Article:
The White Lotus’s Second Season Was a Triumph of Subtle but Biting Class Analysis
The second season of The White Lotus, HBO’s propulsive satire, had sex on the brain more than anything else. But it never lost sight of the razor-sharp class critique that also animated season one.
On Sunday night’s season finale of The White Lotus, creator Mike White proved two things: first, that there is near-animal satisfaction in watching Jennifer Coolidge brandish a gun; second, that he remains one of the sharpest satirists on American television.
In a cultural moment where limp “eat the rich” sentiment is lacquered over any property that would like to appear progressive in the long wake of Parasite’s Best Picture Oscar win, The White Lotus is the rare production that actually merits applause. In its first season, the HBO anthology series used a fine brush to paint its elite vacationers, rather than portraying them as contemptible caricatures so grotesque that no reasonable person could see them as analogues — thus hitting much harder than blander, blunter class satires like this year’s Triangle of Sadness.
On its surface, season two shies away from class to zero in on sex. Yes, the guests at the titular luxury resort — located on the Sicilian coast this time instead of the Hawaiian Islands — are still rich, but, from the jump, White puts less emphasis on the divide between them and the hotel employees laboring to keep them comfortable. Instead, he pokes at their carnal anxieties and improprieties. There’s a grandfather-son-grandson trio, each with generation-specific woman troubles; season one’s spacey Tanya (Jennifer Coolidge), who worries her husband might be having an affair; and a group of toned-and-tanned millennials (played by Will Sharpe, Aubrey Plaza, Theo James, and Meghann Fahey) that exudes fraught sexual tension from the moment they appear in the same frame.
Early on, a White Lotus employee explains the Sicilian legend of the testa di moro, to which several porcelain busts throughout the resort allude: in the twelfth century, a dark-skinned boy seduces a fair-skinned girl while visiting her villa, only to reveal that he has a wife and children back home. In response, she cuts off his head and turns it into a planter. It’s a wry bit of foreshadowing — the show is a murder mystery, so we know people die — and also a misdirection. Plenty of sexual transgressions do pile up by season’s end, but few players are punished as swiftly for their sins as that long-ago philanderer.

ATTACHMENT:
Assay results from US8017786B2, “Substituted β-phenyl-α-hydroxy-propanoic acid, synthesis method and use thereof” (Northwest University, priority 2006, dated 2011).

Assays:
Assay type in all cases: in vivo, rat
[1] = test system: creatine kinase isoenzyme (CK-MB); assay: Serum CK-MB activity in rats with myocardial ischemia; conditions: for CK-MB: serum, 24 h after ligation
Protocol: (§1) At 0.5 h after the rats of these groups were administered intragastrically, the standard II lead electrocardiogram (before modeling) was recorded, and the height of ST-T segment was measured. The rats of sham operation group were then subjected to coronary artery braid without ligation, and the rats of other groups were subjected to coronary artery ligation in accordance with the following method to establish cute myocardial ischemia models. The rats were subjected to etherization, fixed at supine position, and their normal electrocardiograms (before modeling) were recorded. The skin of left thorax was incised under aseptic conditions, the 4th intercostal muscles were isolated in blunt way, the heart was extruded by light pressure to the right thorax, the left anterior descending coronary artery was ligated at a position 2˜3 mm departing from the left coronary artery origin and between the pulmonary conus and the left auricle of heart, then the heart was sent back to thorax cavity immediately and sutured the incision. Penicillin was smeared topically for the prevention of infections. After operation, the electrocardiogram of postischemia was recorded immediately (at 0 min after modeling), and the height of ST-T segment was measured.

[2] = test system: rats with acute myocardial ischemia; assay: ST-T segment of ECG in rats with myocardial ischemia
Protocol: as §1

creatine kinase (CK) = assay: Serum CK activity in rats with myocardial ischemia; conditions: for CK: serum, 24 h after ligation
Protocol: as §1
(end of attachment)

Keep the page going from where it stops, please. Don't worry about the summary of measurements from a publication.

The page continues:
Instead, the legend simmers in the background, and White troubles it with sharp class analysis that cuts across the season’s erotic entanglements. If he’s less interested in lampooning elite weekenders for their soulless pursuit of paradise than he was last season, he’s no less attuned to the corrosive rhythms of their excessive wealth. This time, though, he examines the overlap between sex and currency, and shows how actual currency can cushion people from the consequences of sexual carelessness.
Playing With Fire?
The richest example is in the season’s central foursome, whose dynamic calls to mind an excerpt on “the sexual question” from Italian communist Antonio Gramsci’s 1934 essay Americanism and Fordism. “The new type of man demanded by the rationalization of production and work cannot be developed,” Gramsci wrote, “until the sexual instinct has been suitably regulated and until it too has been rationalized.”
Ethan (Sharpe) and his new wife Harper (Plaza) arrive in Sicily with Ethan’s college friend Cameron (James), a snake-smiled venture capitalist, and his wife Daphne (Fahey). Cameron and Daphne have been bouncing around luxury resorts for years, while Ethan and Harper are taking uneasy steps into the club after a recent windfall from the acquisition of Ethan’s company. The wealthier couple appears to live in a perpetually handsy honeymoon phase; Ethan and Harper haven’t had sex in months.